(NaturalNews) The thyroid gland lies in the neck, just below the Adam`s apple. It produces the hormone thyroxin which controls the rate of metabolism in the body. The thyroid gland is also the body`s internal thermostat; it controls the hormones which control the speed the body burns calories and uses energy. If the thyroid gland under-produces thyroxin, it can slow down all metabolic processes in the body. This can lead to fatigue, weight gain and sensitivity to the cold that many sufferers of low thyroid report. So what are the symptoms of an under active thyroid, and what changes can we make to rebalance it?
Low thyroid can be created by nutrient deficiencies through poor diet and stress. Iodine, zinc, and Vitamins C, B and E are all important for thyroid function. A poor diet may deplete these essential nutrients, and stress can use them up too quickly.
Low levels of active thyroxin can also be created when the body has trouble converting thyroxin into its active form in the body (known as T3). One reason for this can be adrenal fatigue, since the adrenals produce a hormone that converts thyroxin into its active form. The adrenal glands produce a hormone that helps us adapt and deal with stress. They also help control blood sugar; so again, poor diet and excess stress can deplete the adrenal glands, which in turn block active thyroxin.
For this reason it is often important to support the adrenals whilst treating low thyroid function. For adrenal tests and treatment, speak to your practitioner.
Low thyroid can also be created when the body effectively becomes allergic to the thyroid hormone. This is called Hashimoto`s disease. With this condition the immune system has anti-bodies to thyroid and begins to attack the thyroid gland. This condition can be tested for by taking a complete thyroid test which can be offered by your practitioner.
Common symptoms of low thyroid are:
- Extreme fatigue - Intolerance to cold - Mental drowsiness - A slower heart rate - Thinning hair - Constipation - Dry swollen skin - Low libido - Weight gain even with a poor appetite - And heavier periods for women - Depression - Muscle weakness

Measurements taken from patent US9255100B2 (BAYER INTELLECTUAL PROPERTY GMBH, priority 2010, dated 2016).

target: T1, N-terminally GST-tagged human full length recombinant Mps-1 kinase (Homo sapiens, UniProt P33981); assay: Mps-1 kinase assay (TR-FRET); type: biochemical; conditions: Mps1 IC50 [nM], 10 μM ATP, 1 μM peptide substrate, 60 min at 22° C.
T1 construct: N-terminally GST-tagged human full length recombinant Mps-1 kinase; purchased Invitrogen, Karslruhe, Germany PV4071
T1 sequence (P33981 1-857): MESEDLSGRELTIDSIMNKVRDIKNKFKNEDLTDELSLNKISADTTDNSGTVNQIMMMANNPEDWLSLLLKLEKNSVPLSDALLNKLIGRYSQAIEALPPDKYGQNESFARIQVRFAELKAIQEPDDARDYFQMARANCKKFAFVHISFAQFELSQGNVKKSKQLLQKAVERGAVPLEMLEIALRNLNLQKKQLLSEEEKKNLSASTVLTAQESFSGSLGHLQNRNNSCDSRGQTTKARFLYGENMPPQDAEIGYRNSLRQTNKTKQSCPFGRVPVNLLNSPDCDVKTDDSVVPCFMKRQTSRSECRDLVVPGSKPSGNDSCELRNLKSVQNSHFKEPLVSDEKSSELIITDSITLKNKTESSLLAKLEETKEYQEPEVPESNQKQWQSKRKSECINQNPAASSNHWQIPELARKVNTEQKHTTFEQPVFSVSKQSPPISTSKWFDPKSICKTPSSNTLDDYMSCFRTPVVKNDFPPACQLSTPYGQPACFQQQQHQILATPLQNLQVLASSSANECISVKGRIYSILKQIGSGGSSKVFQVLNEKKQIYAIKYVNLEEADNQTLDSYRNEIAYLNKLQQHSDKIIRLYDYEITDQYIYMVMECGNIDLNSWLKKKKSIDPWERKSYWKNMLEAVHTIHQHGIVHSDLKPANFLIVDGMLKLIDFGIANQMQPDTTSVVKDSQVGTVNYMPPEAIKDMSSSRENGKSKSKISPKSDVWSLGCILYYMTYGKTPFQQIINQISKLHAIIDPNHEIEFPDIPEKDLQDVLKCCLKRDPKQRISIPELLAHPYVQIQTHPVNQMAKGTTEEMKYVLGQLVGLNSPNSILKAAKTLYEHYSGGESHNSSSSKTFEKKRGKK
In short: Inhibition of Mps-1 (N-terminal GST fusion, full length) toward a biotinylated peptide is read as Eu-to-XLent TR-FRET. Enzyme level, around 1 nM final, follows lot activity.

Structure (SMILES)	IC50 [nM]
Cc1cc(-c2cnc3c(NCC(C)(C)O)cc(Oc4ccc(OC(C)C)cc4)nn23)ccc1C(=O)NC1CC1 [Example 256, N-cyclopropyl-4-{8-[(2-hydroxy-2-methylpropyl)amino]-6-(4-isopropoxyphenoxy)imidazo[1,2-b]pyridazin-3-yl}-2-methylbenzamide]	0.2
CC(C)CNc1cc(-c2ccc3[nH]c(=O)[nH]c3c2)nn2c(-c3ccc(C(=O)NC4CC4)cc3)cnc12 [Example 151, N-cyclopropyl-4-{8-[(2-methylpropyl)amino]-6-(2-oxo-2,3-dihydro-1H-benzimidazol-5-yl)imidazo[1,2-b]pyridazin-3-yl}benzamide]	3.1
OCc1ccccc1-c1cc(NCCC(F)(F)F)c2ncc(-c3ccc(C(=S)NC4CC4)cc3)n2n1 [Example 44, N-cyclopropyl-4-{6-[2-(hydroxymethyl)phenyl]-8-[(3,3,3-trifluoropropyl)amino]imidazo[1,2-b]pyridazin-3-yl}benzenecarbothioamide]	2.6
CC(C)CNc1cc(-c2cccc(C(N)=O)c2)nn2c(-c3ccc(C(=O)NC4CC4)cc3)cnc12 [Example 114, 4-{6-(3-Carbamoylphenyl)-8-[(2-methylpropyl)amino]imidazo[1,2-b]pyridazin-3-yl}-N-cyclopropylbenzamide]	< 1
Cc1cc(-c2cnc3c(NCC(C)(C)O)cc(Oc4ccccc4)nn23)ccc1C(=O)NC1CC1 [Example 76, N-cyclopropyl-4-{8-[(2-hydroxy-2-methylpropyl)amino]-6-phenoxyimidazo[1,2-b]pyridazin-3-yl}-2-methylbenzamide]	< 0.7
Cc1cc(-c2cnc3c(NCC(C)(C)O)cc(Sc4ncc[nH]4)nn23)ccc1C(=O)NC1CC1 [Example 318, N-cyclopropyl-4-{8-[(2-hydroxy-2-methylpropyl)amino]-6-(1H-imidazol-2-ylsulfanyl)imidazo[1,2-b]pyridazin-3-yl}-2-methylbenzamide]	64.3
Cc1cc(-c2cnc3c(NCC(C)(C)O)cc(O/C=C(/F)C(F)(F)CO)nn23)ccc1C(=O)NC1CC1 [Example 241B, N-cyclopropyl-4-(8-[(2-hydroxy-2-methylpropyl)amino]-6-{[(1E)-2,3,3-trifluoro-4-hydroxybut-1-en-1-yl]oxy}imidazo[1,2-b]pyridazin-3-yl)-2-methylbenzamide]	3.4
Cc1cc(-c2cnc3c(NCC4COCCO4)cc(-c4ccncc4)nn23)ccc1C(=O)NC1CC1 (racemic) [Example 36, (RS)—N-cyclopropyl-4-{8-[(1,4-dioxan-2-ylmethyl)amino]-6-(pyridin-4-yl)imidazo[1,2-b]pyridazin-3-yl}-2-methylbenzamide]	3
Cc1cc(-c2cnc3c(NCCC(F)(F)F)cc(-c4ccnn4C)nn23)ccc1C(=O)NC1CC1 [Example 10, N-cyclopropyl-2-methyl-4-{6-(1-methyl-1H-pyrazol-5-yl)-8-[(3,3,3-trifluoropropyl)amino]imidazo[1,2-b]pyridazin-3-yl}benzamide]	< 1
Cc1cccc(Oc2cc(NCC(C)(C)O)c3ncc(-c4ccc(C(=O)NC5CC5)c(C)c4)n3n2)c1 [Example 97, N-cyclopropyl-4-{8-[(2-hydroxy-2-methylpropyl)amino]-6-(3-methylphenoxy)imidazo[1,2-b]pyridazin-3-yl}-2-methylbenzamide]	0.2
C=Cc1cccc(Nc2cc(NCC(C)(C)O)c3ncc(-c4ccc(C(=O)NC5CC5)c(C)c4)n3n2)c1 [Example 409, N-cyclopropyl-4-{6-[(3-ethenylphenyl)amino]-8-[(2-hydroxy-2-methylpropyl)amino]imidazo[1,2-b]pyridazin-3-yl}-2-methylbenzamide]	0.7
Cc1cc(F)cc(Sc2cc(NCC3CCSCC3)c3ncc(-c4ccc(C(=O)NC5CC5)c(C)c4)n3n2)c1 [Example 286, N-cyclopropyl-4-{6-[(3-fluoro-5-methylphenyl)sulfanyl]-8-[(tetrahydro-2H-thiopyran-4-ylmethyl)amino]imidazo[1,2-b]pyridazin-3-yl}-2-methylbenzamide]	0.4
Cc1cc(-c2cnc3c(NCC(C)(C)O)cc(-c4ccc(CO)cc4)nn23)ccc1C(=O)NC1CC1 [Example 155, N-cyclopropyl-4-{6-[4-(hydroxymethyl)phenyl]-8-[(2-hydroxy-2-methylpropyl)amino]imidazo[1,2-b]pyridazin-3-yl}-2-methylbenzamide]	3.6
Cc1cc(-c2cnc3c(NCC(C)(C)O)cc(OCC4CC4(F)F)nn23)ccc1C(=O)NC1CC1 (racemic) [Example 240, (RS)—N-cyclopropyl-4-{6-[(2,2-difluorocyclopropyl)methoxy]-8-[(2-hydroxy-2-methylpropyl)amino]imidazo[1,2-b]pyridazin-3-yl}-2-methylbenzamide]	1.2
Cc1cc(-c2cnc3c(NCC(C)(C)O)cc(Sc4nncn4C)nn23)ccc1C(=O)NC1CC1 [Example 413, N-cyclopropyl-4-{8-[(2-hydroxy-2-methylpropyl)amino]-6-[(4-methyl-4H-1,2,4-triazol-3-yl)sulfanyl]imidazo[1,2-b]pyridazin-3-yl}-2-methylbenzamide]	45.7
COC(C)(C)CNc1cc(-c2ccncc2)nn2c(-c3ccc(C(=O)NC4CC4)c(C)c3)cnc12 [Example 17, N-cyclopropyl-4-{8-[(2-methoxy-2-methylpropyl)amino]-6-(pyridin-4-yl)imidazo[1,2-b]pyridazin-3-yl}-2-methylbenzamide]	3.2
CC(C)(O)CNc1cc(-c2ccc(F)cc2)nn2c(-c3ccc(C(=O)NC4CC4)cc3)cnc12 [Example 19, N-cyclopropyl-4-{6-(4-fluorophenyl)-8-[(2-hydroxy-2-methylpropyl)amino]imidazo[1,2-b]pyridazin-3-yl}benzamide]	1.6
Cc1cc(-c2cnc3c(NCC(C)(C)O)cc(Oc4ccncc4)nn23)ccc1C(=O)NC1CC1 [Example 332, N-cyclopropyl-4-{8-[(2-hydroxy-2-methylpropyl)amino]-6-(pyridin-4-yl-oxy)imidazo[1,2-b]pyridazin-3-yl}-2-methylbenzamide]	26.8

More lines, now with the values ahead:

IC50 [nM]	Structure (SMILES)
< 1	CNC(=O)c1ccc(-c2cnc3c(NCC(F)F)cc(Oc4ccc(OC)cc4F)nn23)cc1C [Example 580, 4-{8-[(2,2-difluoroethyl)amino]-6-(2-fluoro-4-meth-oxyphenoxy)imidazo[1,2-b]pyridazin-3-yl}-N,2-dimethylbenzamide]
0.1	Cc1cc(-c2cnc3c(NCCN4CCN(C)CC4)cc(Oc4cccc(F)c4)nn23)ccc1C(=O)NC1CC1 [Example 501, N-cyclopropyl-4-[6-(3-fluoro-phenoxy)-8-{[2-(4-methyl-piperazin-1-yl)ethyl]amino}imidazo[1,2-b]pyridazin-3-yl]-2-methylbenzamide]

Low thyroid has also been associated with:
- High cholesterol - Candida - Chronic fatigue - Fibromyalgia
Cut out the following foods:
- Sugar and all refined carbohydrates in food and drinks as they create blood sugar imbalances, which contribute to adrenal stress, which can in turn lead to low thyroid function.
- Cut out processed and refined foods as they can contain chemicals which can deplete the body of nutrients needed for proper thyroid function
- Avoid excess amounts of Soya products as it is a goitrogen and can lower thyroid function
- Avoid excess amounts of the following goitrogenic foods: millet, turnips, cabbage, broccoli, Brussels sprouts, peanuts, pine nuts and mustard. Note: cooking can reduce the goitrogens in these foods.
Increase the following foods:
- Eat foods rich in iodine which include seaweeds such as kelp, kombu, armae, dulse, swiss chard, organic minced beef, organic egg yolk, lecithin granules, sesame seed butter, artichokes, onions, garlic and nuts and seeds
- Vitamin C, Vitamin E, zinc and Vitamin B are all important nutrients for the thyroid, so include the following foods in your diet: fruit and vegetables, nuts and seeds, avocados, poultry, whole grains and eggs
- Exercise is particularly important in treating low thyroid. Exercise stimulates thyroid secretions. A low to moderate intensity program for a minimum of 20 minutes three times per week is ideal. Exercise could include walking, jogging, cycling, swimming, dancing or aerobics classes
- Minimizing stress is also advisable as it can compromise digestion and create nutrient deficiencies which can lead to a lowered thyroid function. Regular relaxation like taking hot baths, walking in nature, massage, meditation, gentle yoga or tai chi would be useful.
Alex Howard is author of "WHY ME? My Journey from M.E. to Health and Happiness" and founder of The Optimum Health Clinic, an award winning clinic specialising in M.E./C.F.S./Fibromyalgia based in Harley Street Clinic, London, UK. The clinic has treated over 5,000 patients with M.E./Chronic Fatigue Syndrome/Fibromyalgia in over twenty-five countries around the world, and is currently running a two year clinical trial in conjunction with two top universities. A free information pack, including a 75 documentary about the clinic and its work, can be ordered from www.FreedomFromME.co.uk